Power Line has often taken note of the mixed bag of opinions that come from the Washington Post’s Richard Cohen. He frequently departs from the liberal reservation, but usually leaves a marker somewhere in his column that he’s still part of the team. Today he leaves the reservation completely, without even so much as a token gesture to leftist orthodoxy.
Today’s Cohen column dissents from the liberal script that there’s “too much money in politics,” and he defends independent expenditures from the Super-PACs. And he recalls an episode famous in liberal lore—the 1968 insurgent campaign of Eugene McCarthy—that was made possible only by the kind of campaign contributions subsequently made illegal and that “reformers” wish to keep illegal today. Liberal “reformers” always change the subject when you bring up the McCarthy example. Here’s Cohen:
Back in 1967, a small group of men gave McCarthy the wherewithal to challenge a sitting president of the United States. The money enabled McCarthy to swiftly set up a New Hampshire operation and — lo and behold — he got 42 percent of the popular vote, an astounding figure. Johnson was rocked. Four days later, Robert F. Kennedy, who at first had declined to do what McCarthy did, jumped in himself. By the end of March 1968, Johnson was on TV, announcing he would not seek a second term.
My guess is that a lot of the people who decry what [Sheldon] Adelson has done [for Newt Gingrich through a Super-PAC] loved what Stein, Peretz and the others did. My guess is that they cheered Johnson’s defeat because they loathed the Vietnam War and wanted it ended. My guess is that while they pooh-pooh the argument that money is speech, they cannot deny that when McCarthy talked — when he had the cash for TV time or to set up storefront headquarters — that was political speech at the highest decibel.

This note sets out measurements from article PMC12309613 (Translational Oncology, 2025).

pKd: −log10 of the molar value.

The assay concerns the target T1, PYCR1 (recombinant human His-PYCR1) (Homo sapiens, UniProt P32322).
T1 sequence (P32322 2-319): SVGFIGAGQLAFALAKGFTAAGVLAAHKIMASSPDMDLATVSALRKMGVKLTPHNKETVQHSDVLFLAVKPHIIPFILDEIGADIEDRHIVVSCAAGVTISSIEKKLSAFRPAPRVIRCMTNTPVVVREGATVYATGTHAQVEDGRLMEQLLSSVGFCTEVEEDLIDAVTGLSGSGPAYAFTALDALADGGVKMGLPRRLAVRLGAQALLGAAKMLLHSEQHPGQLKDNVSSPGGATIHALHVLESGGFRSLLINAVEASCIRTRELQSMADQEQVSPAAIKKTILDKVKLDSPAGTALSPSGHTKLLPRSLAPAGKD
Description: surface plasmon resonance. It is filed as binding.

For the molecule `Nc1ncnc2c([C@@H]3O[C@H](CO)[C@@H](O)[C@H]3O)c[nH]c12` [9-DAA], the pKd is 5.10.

Sheldon Adelson is not my type of guy. I don’t like his politics. But he has no less right to try his own hand at history than did that band of rich men who were convinced the war was a travesty-tragedy — and they were right. Since 1968, my views have changed on many matters. But my bottom line remains a fervent belief in the beauty and utility of free speech and of the widest exchange of ideas. I am comfortable with dirty politics. I fear living with less free speech.
And so Cohen comes down at exactly the same point as George Will (pass out the smelling salts in the Post’s editorial offices!!), who remarked on ABC’s This Week Sunday:
[C]ampaign reformers constantly argue that, a) there’s too much political speech in this country, b) they know the right amount and, c) they want to criminalize speech in excess of that.
(By the way, while we’re on the subject of ABC’s This Week, can we give out a hooray for the departure of the egregious Christiane Amanpour? She made the show nearly unwatchable. Even George Stepalloverus is better than her.)